Challenges in Executing Your Will During the Coronavirus Pandemic

NC holographic will in safety deposit box

Challenges in Executing a Will During the Coronavirus Pandemic

Are you at high risk for complications due to Covid-19 because of your age or pre-existing health conditions?  Have you been putting off executing your will and are now ready to move forward while working from home?  While it may be more difficult to complete your estate plan during the coronavirus pandemic, North Carolina law provides options that are consistent with social distancing policies currently in place.

Social distancing and stay-at-home orders have been implemented by most states to combat the spread of Covid-19.  The North Carolina stay-at-home order precludes being within 6 feet of other people and discourages social contact with persons who do not reside in your household.  These policies present unique challenges for people looking to create or modify their estate plans.

A standard North Carolina will must be signed by the testator in front of two witnesses.  How do you find two witnesses when you’re supposed to remain 6 feet from non-household members at all times?  Household members are generally not an option to serve as witnesses, as any household member who witnesses your will execution cannot receive any assets from your estate.  If you’re unwilling to risk coming into contact with others but need to execute or modify a will, what are your options in finding disinterested witnesses?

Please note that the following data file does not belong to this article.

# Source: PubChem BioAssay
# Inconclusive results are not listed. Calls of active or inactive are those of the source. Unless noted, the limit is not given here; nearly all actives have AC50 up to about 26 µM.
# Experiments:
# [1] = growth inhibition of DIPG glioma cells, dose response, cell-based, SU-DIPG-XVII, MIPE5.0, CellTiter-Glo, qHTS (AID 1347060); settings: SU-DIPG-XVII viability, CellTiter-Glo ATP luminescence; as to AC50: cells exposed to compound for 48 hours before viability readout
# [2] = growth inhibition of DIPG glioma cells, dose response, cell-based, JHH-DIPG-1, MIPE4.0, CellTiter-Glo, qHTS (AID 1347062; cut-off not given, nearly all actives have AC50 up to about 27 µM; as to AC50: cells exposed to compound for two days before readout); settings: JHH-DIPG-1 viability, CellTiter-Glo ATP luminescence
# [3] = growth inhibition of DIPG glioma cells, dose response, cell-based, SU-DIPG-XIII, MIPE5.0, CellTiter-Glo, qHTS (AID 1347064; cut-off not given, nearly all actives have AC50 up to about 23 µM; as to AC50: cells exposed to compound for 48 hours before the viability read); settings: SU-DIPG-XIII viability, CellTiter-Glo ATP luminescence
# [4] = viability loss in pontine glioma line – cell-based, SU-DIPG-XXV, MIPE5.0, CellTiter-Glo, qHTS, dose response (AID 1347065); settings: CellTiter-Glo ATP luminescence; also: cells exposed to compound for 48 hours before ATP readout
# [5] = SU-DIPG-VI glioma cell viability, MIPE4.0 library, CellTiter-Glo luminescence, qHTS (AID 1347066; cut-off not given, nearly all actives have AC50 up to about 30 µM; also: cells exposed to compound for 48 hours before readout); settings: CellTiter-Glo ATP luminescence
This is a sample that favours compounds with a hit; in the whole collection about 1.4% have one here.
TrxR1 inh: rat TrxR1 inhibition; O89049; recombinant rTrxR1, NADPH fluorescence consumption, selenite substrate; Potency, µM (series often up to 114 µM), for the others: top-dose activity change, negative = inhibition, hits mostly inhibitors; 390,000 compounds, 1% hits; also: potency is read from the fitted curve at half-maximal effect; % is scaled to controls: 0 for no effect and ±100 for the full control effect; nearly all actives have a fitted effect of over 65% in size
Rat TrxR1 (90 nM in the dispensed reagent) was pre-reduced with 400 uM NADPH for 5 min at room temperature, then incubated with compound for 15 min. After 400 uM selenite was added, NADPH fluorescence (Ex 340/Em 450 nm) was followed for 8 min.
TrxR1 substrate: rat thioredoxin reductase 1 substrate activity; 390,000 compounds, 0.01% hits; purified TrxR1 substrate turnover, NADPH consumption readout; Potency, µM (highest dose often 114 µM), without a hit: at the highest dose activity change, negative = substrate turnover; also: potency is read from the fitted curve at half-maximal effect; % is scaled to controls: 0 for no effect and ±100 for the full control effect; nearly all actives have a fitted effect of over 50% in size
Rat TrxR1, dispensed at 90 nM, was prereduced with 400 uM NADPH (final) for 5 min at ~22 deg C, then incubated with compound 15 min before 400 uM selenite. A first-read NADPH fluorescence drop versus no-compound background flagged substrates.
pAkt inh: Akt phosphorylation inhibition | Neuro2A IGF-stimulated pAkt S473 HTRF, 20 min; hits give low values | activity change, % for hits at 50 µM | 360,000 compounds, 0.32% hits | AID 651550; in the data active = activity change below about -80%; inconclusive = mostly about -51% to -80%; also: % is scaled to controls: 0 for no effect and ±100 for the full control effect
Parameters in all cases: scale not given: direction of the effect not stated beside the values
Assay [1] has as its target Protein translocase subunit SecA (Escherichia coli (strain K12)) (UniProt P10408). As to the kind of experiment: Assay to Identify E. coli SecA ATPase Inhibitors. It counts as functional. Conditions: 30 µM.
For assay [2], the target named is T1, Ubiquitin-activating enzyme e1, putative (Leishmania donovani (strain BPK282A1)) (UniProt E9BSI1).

North Carolina acknowledges holographic wills, which if executed under strict requirements do not require any witnesses.  A holographic will can be completed without having contact with anyone else.  In order to meet the requirements for a holographic will in North Carolina your will must be:

1) written entirely in your handwriting;

2) signed by you or contains your name in your own handwriting;

3) found after your death among your valuable papers or effects, in a safe-deposit box, or other safe place, or in the possession or custody of some person, firm, or corporation, by you or at your direction for safekeeping.

Since witnesses are not required, you can insure that your wishes and desires after your death are giving legal effect.

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You don’t need a lawyer to complete a holographic will.  It is advisable that you speak with a lawyer during this process however briefly. A holographic will does not dispense with all of the requirements of a valid will in North Carolina.  You still need to consider whether a testamentary trust is the right option for you or whether some planning decisions should be made for tax purposes.  You need to have an understanding of how real property, life insurance policies or accounts with payable on death provisions interplay with your will.   If you have a substantial estate or minor children an attorney can advise you of options that can better effectuate your testamentary wishes and desires.

How We Can Help

During the pandemic, we can help you execute your will remotely while honoring social distancing guidelines.  Our step-by-step procedure involves providing you with a draft will that will ensure that your wishes will be executed upon your death and instructions on converting our draft into a valid enforceable holographic will.  We can then review your steps to ensure that they are in compliance with North Carolina law.  Contact us today to find out more information on how to get started today.